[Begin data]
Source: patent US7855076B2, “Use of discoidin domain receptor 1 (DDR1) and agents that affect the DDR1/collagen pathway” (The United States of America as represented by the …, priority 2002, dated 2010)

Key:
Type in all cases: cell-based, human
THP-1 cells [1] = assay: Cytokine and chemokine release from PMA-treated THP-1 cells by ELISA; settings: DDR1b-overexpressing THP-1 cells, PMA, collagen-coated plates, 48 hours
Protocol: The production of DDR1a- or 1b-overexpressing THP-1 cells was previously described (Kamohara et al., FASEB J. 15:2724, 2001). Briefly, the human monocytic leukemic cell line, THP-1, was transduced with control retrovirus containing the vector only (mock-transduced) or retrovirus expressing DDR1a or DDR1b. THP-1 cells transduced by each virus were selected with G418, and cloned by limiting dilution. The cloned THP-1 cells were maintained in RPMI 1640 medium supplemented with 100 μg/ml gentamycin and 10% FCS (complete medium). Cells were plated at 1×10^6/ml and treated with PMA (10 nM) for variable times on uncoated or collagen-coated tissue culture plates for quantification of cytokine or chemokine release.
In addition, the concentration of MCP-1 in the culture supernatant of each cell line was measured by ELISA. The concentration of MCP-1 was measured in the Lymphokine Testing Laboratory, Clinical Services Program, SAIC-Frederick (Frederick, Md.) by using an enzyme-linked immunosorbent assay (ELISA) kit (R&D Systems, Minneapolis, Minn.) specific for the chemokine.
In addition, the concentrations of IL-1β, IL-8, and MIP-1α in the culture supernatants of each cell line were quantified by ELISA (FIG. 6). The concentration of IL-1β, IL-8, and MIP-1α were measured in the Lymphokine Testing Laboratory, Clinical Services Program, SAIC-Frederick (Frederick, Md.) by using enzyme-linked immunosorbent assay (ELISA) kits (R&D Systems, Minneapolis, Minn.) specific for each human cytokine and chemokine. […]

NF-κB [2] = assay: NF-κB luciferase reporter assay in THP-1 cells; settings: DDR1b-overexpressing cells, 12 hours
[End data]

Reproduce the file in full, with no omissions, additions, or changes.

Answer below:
Source: patent US7855076B2, “Use of discoidin domain receptor 1 (DDR1) and agents that affect the DDR1/collagen pathway” (The United States of America as represented by the …, priority 2002, dated 2010)

Key:
Type in all cases: cell-based, human
THP-1 cells [1] = assay: Cytokine and chemokine release from PMA-treated THP-1 cells by ELISA; settings: DDR1b-overexpressing THP-1 cells, PMA, collagen-coated plates, 48 hours
Protocol: The production of DDR1a- or 1b-overexpressing THP-1 cells was previously described (Kamohara et al., FASEB J. 15:2724, 2001). Briefly, the human monocytic leukemic cell line, THP-1, was transduced with control retrovirus containing the vector only (mock-transduced) or retrovirus expressing DDR1a or DDR1b. THP-1 cells transduced by each virus were selected with G418, and cloned by limiting dilution. The cloned THP-1 cells were maintained in RPMI 1640 medium supplemented with 100 μg/ml gentamycin and 10% FCS (complete medium). Cells were plated at 1×10^6/ml and treated with PMA (10 nM) for variable times on uncoated or collagen-coated tissue culture plates for quantification of cytokine or chemokine release.
In addition, the concentration of MCP-1 in the culture supernatant of each cell line was measured by ELISA. The concentration of MCP-1 was measured in the Lymphokine Testing Laboratory, Clinical Services Program, SAIC-Frederick (Frederick, Md.) by using an enzyme-linked immunosorbent assay (ELISA) kit (R&D Systems, Minneapolis, Minn.) specific for the chemokine.
In addition, the concentrations of IL-1β, IL-8, and MIP-1α in the culture supernatants of each cell line were quantified by ELISA (FIG. 6). The concentration of IL-1β, IL-8, and MIP-1α were measured in the Lymphokine Testing Laboratory, Clinical Services Program, SAIC-Frederick (Frederick, Md.) by using enzyme-linked immunosorbent assay (ELISA) kits (R&D Systems, Minneapolis, Minn.) specific for each human cytokine and chemokine. […]

NF-κB [2] = assay: NF-κB luciferase reporter assay in THP-1 cells; settings: DDR1b-overexpressing cells, 12 hours